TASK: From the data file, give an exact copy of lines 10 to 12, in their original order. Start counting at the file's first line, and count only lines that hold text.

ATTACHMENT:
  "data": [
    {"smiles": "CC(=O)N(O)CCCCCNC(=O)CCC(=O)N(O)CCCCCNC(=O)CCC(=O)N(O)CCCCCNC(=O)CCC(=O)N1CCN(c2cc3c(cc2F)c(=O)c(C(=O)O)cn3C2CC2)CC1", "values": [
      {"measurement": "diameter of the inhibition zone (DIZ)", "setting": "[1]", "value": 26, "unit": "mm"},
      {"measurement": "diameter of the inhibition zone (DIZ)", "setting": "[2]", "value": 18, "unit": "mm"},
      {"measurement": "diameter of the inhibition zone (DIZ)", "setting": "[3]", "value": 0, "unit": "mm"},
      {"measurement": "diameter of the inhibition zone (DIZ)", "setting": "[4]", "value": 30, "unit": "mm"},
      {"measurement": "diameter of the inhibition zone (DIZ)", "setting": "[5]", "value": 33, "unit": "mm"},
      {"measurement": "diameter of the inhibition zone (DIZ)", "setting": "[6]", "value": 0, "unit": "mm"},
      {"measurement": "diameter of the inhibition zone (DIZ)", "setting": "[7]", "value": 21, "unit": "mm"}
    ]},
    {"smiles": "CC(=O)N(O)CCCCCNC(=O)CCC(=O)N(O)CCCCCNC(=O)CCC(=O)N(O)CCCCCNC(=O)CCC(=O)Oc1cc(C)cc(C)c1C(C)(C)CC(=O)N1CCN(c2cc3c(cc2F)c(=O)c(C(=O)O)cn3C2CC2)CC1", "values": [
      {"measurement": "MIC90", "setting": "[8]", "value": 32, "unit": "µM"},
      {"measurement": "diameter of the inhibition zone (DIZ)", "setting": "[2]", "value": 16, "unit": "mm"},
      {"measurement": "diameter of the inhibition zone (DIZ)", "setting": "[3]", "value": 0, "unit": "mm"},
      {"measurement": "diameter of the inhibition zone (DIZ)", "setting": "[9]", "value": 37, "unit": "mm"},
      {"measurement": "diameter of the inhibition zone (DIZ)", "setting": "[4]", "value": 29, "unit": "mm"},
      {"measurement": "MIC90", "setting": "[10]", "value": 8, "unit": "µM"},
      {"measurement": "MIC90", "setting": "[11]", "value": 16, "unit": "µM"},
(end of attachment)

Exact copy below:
    ]},
    {"smiles": "CC(=O)N(O)CCCCCNC(=O)CCC(=O)N(O)CCCCCNC(=O)CCC(=O)N(O)CCCCCNC(=O)CCC(=O)Oc1cc(C)cc(C)c1C(C)(C)CC(=O)N1CCN(c2cc3c(cc2F)c(=O)c(C(=O)O)cn3C2CC2)CC1", "values": [
      {"measurement": "MIC90", "setting": "[8]", "value": 32, "unit": "µM"},